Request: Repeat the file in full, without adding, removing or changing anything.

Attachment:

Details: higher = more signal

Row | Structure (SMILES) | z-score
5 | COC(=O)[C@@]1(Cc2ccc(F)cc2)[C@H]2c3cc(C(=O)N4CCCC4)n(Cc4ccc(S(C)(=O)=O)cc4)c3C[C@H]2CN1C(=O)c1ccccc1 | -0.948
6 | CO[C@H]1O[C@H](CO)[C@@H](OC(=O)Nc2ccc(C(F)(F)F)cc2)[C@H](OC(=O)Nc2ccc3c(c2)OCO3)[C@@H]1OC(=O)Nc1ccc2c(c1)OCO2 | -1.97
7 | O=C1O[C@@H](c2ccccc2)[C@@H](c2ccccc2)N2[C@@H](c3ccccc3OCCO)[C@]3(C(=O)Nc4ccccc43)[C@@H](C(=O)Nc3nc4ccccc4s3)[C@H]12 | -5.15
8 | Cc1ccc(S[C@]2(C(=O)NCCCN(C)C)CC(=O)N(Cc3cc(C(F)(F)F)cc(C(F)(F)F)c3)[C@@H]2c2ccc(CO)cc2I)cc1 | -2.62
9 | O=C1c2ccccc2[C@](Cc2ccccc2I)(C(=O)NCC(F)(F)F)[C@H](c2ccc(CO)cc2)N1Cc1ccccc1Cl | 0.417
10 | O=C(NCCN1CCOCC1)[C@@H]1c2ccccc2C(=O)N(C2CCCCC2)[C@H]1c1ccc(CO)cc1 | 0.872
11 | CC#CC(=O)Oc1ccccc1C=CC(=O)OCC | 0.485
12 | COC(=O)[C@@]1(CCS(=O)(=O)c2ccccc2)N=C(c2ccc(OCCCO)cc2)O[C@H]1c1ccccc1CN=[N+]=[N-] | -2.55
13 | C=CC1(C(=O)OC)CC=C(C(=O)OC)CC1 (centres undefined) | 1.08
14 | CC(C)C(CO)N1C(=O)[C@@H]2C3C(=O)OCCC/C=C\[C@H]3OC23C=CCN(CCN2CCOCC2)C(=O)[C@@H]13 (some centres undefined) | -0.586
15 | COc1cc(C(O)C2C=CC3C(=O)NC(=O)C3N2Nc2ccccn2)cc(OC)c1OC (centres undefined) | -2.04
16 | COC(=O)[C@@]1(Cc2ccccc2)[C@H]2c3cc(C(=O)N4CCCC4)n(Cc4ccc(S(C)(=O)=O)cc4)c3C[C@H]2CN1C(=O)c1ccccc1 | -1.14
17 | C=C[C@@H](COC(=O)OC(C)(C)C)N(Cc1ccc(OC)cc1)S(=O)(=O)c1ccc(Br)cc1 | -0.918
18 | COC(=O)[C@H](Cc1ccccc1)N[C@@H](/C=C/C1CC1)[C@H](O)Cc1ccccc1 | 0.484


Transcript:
Details: higher = more signal

Row | Structure (SMILES) | z-score
5 | COC(=O)[C@@]1(Cc2ccc(F)cc2)[C@H]2c3cc(C(=O)N4CCCC4)n(Cc4ccc(S(C)(=O)=O)cc4)c3C[C@H]2CN1C(=O)c1ccccc1 | -0.948
6 | CO[C@H]1O[C@H](CO)[C@@H](OC(=O)Nc2ccc(C(F)(F)F)cc2)[C@H](OC(=O)Nc2ccc3c(c2)OCO3)[C@@H]1OC(=O)Nc1ccc2c(c1)OCO2 | -1.97
7 | O=C1O[C@@H](c2ccccc2)[C@@H](c2ccccc2)N2[C@@H](c3ccccc3OCCO)[C@]3(C(=O)Nc4ccccc43)[C@@H](C(=O)Nc3nc4ccccc4s3)[C@H]12 | -5.15
8 | Cc1ccc(S[C@]2(C(=O)NCCCN(C)C)CC(=O)N(Cc3cc(C(F)(F)F)cc(C(F)(F)F)c3)[C@@H]2c2ccc(CO)cc2I)cc1 | -2.62
9 | O=C1c2ccccc2[C@](Cc2ccccc2I)(C(=O)NCC(F)(F)F)[C@H](c2ccc(CO)cc2)N1Cc1ccccc1Cl | 0.417
10 | O=C(NCCN1CCOCC1)[C@@H]1c2ccccc2C(=O)N(C2CCCCC2)[C@H]1c1ccc(CO)cc1 | 0.872
11 | CC#CC(=O)Oc1ccccc1C=CC(=O)OCC | 0.485
12 | COC(=O)[C@@]1(CCS(=O)(=O)c2ccccc2)N=C(c2ccc(OCCCO)cc2)O[C@H]1c1ccccc1CN=[N+]=[N-] | -2.55
13 | C=CC1(C(=O)OC)CC=C(C(=O)OC)CC1 (centres undefined) | 1.08
14 | CC(C)C(CO)N1C(=O)[C@@H]2C3C(=O)OCCC/C=C\[C@H]3OC23C=CCN(CCN2CCOCC2)C(=O)[C@@H]13 (some centres undefined) | -0.586
15 | COc1cc(C(O)C2C=CC3C(=O)NC(=O)C3N2Nc2ccccn2)cc(OC)c1OC (centres undefined) | -2.04
16 | COC(=O)[C@@]1(Cc2ccccc2)[C@H]2c3cc(C(=O)N4CCCC4)n(Cc4ccc(S(C)(=O)=O)cc4)c3C[C@H]2CN1C(=O)c1ccccc1 | -1.14
17 | C=C[C@@H](COC(=O)OC(C)(C)C)N(Cc1ccc(OC)cc1)S(=O)(=O)c1ccc(Br)cc1 | -0.918
18 | COC(=O)[C@H](Cc1ccccc1)N[C@@H](/C=C/C1CC1)[C@H](O)Cc1ccccc1 | 0.484